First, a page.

This ascii file called the nodelist was in essence an electronic phone book and updated weekly. It contained worldwide node numbers, system name, sysops name, city, state, area code & phone number. The nodelist also defined identifying flags for mailer type and modem speed etc. (partial sample below)
One member in Net 3603 wore the NEC hat (network echomail coordinator.) The NEC handled the nets mail and sent it to a regional hub during zone mail hour (ZMH.) Long distance tolls were the lowest during the early morning hours.
Each state had a regional hub who connected to a national hub, who distributed it during ZMH every night. During this hourly window human callers were not allowed until the mail was sent on its journey. Once everything was exchanged within the United States/Canada (zone 1.) The national hub called overseas and made that exchange of echomail messages. There were 6 zones world wide.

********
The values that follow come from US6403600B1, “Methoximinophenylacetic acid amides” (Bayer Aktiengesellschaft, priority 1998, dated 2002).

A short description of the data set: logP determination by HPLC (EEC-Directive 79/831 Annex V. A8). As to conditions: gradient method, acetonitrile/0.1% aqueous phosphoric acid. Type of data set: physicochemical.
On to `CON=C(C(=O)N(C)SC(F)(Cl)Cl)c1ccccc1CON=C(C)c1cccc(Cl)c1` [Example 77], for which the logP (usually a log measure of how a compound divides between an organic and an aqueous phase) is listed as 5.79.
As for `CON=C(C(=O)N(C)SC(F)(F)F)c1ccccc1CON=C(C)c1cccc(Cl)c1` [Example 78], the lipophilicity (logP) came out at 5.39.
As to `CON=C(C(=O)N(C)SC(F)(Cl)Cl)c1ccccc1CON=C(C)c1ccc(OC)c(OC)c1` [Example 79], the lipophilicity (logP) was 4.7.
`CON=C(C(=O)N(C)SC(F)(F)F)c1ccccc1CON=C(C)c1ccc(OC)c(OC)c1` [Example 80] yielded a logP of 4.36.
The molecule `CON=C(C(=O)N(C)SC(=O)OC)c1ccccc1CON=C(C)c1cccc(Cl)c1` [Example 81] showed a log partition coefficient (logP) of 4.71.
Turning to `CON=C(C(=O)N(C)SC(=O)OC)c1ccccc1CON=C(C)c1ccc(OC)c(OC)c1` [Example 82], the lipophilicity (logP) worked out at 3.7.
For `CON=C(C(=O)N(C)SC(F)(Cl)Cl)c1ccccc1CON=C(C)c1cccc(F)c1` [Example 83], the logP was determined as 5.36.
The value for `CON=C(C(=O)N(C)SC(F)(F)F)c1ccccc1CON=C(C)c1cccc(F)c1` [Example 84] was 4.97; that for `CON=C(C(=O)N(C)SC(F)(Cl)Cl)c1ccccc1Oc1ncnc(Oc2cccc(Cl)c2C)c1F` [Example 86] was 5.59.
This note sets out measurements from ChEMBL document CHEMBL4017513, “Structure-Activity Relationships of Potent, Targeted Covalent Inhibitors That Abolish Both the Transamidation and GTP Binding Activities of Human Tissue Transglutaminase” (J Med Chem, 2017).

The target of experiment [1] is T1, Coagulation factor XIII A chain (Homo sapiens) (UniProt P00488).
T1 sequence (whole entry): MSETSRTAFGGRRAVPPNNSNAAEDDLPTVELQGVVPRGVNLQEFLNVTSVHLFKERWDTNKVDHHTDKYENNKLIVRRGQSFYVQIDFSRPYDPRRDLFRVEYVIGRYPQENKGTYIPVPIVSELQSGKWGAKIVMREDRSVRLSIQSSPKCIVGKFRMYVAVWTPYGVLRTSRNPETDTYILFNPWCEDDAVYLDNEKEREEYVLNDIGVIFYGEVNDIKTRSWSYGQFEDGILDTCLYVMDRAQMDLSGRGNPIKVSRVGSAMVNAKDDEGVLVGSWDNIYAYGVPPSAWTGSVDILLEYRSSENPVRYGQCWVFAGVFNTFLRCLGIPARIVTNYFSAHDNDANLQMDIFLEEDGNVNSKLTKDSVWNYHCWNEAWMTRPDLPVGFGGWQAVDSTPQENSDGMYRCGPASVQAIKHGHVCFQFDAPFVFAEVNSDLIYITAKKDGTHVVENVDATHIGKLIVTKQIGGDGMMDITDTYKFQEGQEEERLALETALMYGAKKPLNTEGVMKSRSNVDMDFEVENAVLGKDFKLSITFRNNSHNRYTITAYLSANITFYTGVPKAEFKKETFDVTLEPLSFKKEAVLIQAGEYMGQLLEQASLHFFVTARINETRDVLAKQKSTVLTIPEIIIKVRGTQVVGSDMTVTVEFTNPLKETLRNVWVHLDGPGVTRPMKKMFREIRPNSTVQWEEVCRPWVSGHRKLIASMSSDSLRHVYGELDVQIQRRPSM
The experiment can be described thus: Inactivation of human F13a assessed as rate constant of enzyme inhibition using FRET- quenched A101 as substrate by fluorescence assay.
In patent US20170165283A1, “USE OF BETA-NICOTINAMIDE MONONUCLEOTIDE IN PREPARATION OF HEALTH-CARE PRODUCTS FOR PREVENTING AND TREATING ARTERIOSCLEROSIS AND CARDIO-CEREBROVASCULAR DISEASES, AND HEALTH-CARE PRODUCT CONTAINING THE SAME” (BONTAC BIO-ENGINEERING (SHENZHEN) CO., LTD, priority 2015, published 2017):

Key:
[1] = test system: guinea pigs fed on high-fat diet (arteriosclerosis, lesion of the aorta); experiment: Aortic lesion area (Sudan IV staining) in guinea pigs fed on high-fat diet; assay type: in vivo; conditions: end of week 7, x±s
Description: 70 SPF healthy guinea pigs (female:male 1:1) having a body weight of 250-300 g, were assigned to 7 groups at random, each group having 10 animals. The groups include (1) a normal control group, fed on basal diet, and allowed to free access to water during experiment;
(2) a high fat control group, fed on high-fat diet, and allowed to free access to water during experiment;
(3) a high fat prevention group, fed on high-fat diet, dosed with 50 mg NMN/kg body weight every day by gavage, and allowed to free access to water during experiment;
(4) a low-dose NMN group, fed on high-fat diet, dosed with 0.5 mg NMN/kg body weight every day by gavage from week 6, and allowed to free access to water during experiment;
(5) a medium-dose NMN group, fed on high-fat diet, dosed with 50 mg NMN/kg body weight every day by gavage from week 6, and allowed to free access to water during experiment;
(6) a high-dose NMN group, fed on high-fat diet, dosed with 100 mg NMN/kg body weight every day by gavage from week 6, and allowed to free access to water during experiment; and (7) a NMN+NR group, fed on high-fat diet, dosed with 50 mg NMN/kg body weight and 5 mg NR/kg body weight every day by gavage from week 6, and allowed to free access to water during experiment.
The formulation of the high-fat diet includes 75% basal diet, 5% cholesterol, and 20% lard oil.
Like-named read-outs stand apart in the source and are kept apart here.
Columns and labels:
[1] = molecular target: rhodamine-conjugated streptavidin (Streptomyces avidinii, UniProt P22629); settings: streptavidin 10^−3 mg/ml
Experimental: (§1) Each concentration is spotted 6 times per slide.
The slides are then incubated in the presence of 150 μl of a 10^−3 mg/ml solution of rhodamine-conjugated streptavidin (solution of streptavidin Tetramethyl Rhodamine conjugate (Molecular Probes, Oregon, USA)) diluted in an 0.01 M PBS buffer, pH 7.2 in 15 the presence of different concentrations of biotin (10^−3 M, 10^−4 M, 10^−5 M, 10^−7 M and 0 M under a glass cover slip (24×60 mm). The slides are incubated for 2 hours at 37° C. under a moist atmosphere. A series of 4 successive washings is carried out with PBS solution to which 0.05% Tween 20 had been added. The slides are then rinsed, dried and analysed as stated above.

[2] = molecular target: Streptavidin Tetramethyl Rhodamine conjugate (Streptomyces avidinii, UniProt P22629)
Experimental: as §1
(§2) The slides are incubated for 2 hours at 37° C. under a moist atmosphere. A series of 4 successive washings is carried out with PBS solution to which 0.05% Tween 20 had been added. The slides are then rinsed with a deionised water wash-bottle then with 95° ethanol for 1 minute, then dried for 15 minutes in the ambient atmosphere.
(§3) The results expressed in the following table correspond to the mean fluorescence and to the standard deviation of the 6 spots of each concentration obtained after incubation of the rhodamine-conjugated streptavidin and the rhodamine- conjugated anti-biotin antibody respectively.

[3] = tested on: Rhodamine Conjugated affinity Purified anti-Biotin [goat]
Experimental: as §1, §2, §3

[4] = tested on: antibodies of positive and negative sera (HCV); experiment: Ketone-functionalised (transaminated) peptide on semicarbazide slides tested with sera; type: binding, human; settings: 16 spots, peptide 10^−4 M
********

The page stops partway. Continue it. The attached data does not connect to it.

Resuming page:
Echo-mail as it was called back then was done by copying messages to each Fidonet members bulletin boards world wide. Messages could go round the world in 24 hours, back then. Echo-mail was the predecessor of threaded discussion boards and Facebook groups we use today.
The 3 foot satellite dish was gaining popularity in 1994 and several of us “droolers” chipped in and bought one.
It enabled us to receive all the days Fidonet echo-mail and shareware computer files from a service called Planet Connect. It was really slow and took about 12 hours to receive the days feed. This feed was repeated a second time if a few files were missed during the 1st transmission. Planet Connect was also only a one way feed so any message replies had to be uploaded by modem.